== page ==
“Is not this the fast that I choose: to loose the bonds of injustice, to undo the thongs of the yoke, to let the oppressed go free, and to break every yoke? Is it not to share your bread with the hungry, and bring the homeless poor into your house…” Isaiah 58: 6-7 (NRSV)
I recently started having intentional conversations with my ten-year-old niece about current events and the importance of civic engagement. One day as I was talking to her about ways politicians and political systems can have a great impact on individual lives, she asked me whether bad politicians are the reason people are poor. The complexity of her question, and my response to her aside, I wondered why poverty was the first thing she thought of in the context our conversation.
In my work, I think and talk about global poverty often: what are the root causes? Who is involved? How can we as people of faith, and as a society best respond?
As followers of Christ, we know that caring for those living in poverty is paramount to the ministry of Jesus. In the incarnation and throughout his ministry, Jesus himself became poor not only to show love and grace, but to also encourage us to be generous to those in need.
My niece’s question is fresh in my mind this season of Lent. As it happens, Lent comes as the new administration and members of Congress are discussing how they want to allocate federal funds for the 2018 fiscal year. In a budget outline released last week, President Trump has proposed to cut funding for foreign aid and diplomatic operations by up to 37 percent. These cuts will have enormous impact on programs that support people living with HIV/AIDS, provide humanitarian assistance to people who have been affected by conflict or natural disasters, sustain child and maternal health initiatives, and others that deal with issues of food insecurity and economic development.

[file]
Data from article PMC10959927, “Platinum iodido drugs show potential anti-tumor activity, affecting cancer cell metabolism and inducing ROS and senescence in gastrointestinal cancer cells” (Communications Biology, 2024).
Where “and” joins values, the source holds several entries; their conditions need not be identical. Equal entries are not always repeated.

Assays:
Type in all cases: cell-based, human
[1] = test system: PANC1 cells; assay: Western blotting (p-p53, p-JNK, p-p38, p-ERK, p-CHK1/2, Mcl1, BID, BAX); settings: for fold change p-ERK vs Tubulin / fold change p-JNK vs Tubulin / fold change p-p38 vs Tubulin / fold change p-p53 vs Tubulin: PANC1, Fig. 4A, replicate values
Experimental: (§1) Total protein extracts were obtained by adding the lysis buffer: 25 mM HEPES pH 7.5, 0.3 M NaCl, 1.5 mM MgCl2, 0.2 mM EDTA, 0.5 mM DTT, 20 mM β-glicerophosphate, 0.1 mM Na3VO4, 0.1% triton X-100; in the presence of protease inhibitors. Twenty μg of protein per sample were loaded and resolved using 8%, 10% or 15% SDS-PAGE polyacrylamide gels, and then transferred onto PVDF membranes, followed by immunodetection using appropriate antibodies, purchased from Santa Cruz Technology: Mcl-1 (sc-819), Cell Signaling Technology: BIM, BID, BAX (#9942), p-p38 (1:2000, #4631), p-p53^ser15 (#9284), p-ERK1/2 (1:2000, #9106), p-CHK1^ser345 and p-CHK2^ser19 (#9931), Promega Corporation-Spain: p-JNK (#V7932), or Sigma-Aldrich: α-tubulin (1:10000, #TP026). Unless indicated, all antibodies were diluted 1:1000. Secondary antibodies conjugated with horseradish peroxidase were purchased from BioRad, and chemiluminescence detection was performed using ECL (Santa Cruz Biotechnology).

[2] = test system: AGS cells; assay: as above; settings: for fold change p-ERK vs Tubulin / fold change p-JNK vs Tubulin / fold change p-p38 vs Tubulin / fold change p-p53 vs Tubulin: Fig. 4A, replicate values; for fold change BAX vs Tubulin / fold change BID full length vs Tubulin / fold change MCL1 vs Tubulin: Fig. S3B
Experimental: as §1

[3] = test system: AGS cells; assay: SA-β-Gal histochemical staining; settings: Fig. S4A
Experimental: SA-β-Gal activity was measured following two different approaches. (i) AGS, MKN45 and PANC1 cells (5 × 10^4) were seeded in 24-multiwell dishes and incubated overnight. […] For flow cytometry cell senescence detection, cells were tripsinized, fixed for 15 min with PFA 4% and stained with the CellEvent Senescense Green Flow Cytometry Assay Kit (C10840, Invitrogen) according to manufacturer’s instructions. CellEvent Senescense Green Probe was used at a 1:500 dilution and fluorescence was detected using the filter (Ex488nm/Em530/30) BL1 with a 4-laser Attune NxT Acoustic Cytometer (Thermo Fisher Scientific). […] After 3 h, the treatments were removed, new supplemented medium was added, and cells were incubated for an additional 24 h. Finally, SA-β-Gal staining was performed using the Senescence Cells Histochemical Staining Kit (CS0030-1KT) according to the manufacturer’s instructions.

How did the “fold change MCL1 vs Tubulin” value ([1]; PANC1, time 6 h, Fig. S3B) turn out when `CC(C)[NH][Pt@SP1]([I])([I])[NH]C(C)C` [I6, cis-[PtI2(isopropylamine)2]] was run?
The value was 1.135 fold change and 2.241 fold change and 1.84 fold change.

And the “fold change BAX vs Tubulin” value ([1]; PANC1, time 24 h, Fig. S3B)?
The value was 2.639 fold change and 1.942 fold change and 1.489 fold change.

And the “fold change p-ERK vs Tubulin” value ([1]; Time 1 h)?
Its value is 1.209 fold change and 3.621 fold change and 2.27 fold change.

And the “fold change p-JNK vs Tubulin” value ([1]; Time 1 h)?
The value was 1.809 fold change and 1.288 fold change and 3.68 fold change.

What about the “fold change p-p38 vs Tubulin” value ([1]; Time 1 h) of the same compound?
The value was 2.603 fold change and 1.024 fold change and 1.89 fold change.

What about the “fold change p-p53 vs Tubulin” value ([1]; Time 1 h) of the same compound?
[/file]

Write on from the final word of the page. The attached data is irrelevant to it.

Caring for the poor in our midst is our moral responsibility as individuals and communities of faith. It is also the responsibility of our governments. In Romans 13, the Apostle Paul reminds us that the role of governing authorities is to be servants of God. Therefore, just as Jesus came to serve the poor, so must our government.
Our country has a rich history of providing generous support to people in need all around the world. Although foreign aid programs consume less than 1 percent of the federal budget, they have saved millions of lives. Hundreds of millions more people no longer live in extreme poverty because of these programs. However, the work to end extreme poverty remains.
This Lent season, may we be renewed in our commitment to fight poverty. Let us all work to ensure that our governing authorities serve the common good, for they are servants of God –and so are we.
Legislative Representative for International Policy